Main entrance of the Remuera Library
|Branch of||Auckland Libraries|
|Architectural style||Arts and Crafts|
|Completed||31 July 1926|
|Inaugurated||1926; 94 years ago|
|Design and construction|
|Architect||Gummer and Ford|
|Awards and prizes||NZIA Gold Medal in 1928|
|Designated||2 April 1985|
In 1915, a branch library was established for Remuera. It was originally located in the brick shops located at 411–413 Remuera Road. The building had previously belonged to the Remuera Road Board, which amalgamated with the Auckland City Council in the same year. In 1926, parts of this building were taken to Point Chevalier and used to construct the public library there.
On 31 July 1926, the Remuera Library was opened on its present site. The building was designed by the architectural firm Gummer and Ford, who were then one of the leading firms in Auckland. The building shows influences of Neo-Georgian and Arts and Crafts style architecture, stemming from Gummer's study in England under Edwin Lutyens. It has a largely open plan design, which was innovative at the time. The building won a NZIA gold medal for its design in 1928.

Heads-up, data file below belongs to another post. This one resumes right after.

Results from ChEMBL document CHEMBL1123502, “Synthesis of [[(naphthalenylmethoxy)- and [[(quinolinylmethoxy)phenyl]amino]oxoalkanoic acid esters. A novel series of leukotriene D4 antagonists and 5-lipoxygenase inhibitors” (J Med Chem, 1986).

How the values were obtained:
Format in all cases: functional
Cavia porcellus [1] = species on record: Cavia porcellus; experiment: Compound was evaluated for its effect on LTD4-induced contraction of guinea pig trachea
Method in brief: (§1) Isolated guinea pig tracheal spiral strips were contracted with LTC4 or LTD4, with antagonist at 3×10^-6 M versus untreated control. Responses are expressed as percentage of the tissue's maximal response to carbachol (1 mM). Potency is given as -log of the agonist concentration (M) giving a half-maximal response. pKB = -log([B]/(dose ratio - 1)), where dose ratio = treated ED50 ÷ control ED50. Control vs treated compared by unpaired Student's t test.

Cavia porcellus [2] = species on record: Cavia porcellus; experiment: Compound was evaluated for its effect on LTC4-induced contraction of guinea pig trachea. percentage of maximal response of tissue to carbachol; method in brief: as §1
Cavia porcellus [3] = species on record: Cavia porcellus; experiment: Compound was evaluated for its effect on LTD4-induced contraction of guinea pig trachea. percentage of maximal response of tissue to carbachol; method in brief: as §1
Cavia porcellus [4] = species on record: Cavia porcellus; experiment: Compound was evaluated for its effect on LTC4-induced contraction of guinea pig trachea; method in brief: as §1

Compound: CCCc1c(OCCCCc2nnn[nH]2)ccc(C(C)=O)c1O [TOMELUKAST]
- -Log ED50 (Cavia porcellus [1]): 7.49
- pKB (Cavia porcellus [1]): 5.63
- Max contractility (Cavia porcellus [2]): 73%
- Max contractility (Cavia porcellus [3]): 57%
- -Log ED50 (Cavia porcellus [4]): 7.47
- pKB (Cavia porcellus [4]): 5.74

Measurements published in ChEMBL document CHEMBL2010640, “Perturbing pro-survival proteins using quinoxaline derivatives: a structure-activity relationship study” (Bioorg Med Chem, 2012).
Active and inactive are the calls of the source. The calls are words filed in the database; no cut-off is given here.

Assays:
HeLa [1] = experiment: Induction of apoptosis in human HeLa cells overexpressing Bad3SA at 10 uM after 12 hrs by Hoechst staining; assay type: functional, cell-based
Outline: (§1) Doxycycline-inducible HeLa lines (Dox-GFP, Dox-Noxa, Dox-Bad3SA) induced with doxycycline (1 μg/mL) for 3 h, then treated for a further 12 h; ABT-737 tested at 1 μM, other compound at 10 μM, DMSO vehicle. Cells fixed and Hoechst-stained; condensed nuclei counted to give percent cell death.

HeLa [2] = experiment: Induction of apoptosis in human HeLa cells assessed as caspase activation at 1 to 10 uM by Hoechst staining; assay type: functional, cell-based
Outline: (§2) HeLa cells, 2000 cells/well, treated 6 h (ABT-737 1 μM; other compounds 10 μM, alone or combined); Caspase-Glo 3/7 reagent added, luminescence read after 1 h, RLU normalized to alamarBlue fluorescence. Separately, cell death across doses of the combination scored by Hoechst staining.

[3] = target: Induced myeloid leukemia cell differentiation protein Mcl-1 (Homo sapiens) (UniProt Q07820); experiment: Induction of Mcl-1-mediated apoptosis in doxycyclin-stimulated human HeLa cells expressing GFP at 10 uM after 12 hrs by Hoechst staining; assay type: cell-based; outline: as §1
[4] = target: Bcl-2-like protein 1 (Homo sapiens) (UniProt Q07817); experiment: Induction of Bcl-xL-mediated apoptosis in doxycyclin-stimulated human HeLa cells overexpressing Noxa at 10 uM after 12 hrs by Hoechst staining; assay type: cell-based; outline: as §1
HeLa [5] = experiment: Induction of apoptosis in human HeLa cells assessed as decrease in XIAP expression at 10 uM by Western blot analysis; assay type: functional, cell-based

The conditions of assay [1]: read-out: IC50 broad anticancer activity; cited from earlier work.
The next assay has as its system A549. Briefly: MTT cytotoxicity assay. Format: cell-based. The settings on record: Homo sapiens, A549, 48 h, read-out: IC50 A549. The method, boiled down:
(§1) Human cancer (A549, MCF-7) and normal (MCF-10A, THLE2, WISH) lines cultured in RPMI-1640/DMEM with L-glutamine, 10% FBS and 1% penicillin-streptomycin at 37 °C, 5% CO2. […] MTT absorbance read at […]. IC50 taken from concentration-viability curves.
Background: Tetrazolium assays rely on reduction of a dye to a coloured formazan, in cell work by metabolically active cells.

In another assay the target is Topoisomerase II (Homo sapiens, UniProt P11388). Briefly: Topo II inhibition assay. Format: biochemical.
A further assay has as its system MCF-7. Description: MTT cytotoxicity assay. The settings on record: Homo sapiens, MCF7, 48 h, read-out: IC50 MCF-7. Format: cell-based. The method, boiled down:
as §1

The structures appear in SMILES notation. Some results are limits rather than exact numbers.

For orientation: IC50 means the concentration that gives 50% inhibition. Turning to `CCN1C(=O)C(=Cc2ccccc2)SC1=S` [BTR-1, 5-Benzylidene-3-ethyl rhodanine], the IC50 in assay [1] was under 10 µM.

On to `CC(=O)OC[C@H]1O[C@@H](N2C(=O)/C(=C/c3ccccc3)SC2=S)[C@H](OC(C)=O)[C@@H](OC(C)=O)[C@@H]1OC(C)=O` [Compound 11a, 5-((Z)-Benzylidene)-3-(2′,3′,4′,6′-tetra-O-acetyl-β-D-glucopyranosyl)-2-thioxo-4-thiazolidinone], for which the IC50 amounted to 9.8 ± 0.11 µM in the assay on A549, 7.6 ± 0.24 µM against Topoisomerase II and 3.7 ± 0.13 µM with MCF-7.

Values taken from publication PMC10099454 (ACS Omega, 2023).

The building features a large lecture hall which had previously been used to deliver public lectures. At some point in the mid-twentieth century, Auckland Libraries ceased their public lecture series (largely due to declining interest) and the lecture hall was converted to accommodate the library's growing collection. There is an entrance to the library through the lecture hall which remained closed for much of its existence. There were various additions made to the library during the late 1950s and early 1960s, including the building of partitioning walls.
A major heritage restoration project was undertaken in 2002. This restoration undid many of the additions that had been made during the 1950s and 1960s. A disabilities ramp was installed leading to Saint Vincent Avenue and the lecture hall entrance to the library was finally re-opened. The staff workroom was also expanded, utilising the former stage as floorspace. These renovations led to the library winning another NZIA medal in 2004 in the Heritage and Conservation category.